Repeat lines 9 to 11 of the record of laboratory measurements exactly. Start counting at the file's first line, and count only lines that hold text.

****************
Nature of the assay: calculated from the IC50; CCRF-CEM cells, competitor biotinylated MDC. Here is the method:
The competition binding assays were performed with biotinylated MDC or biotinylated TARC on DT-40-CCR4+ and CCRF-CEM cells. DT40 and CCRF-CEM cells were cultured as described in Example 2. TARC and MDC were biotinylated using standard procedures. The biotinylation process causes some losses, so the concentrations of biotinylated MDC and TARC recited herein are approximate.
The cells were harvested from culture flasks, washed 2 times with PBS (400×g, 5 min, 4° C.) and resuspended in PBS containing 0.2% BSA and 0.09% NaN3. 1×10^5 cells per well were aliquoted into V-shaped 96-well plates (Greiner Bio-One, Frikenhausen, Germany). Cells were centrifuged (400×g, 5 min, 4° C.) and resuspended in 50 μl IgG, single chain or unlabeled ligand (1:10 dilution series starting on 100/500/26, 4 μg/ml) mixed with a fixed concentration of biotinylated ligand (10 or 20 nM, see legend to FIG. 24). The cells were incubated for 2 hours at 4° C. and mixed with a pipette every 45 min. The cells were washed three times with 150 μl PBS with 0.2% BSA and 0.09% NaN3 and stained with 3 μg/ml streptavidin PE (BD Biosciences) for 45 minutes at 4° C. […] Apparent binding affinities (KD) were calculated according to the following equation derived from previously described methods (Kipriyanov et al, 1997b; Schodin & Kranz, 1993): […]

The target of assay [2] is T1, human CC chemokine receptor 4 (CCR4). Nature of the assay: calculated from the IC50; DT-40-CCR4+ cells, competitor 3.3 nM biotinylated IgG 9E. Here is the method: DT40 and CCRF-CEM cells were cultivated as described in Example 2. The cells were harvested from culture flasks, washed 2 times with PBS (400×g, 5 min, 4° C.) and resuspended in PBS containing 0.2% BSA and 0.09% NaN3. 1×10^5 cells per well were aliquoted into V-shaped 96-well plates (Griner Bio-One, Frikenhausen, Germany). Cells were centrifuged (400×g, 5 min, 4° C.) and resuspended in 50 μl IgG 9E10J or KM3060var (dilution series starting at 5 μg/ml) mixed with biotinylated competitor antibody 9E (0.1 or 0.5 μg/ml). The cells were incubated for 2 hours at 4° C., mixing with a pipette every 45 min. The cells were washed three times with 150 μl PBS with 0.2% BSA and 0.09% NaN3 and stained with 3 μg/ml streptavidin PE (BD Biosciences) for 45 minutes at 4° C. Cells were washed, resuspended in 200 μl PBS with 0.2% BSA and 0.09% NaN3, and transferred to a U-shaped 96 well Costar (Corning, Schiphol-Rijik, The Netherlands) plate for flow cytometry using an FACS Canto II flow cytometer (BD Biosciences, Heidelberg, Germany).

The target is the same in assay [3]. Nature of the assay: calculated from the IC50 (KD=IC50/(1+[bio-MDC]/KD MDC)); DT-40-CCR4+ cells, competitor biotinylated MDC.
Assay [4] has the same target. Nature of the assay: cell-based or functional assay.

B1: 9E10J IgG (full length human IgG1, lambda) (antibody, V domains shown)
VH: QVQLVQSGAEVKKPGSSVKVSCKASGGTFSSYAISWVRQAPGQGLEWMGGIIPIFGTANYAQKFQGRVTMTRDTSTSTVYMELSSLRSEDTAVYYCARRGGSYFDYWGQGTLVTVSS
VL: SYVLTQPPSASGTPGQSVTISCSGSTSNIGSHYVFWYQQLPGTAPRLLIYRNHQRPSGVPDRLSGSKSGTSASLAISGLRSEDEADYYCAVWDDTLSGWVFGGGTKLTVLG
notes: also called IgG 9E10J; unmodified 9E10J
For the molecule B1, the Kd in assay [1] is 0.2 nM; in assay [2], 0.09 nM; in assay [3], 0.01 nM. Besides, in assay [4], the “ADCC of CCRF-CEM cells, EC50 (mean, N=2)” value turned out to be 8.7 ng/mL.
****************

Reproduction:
VL: SYVLTQPPSASGTPGQSVTISCSGSTSNIGSHYVFWYQQLPGTAPRLLIYRNHQRPSGVPDRLSGSKSGTSASLAISGLRSEDEADYYCAVWDDTLSGWVFGGGTKLTVLG
notes: also called IgG 9E10J; unmodified 9E10J
For the molecule B1, the Kd in assay [1] is 0.2 nM; in assay [2], 0.09 nM; in assay [3], 0.01 nM. Besides, in assay [4], the “ADCC of CCRF-CEM cells, EC50 (mean, N=2)” value turned out to be 8.7 ng/mL.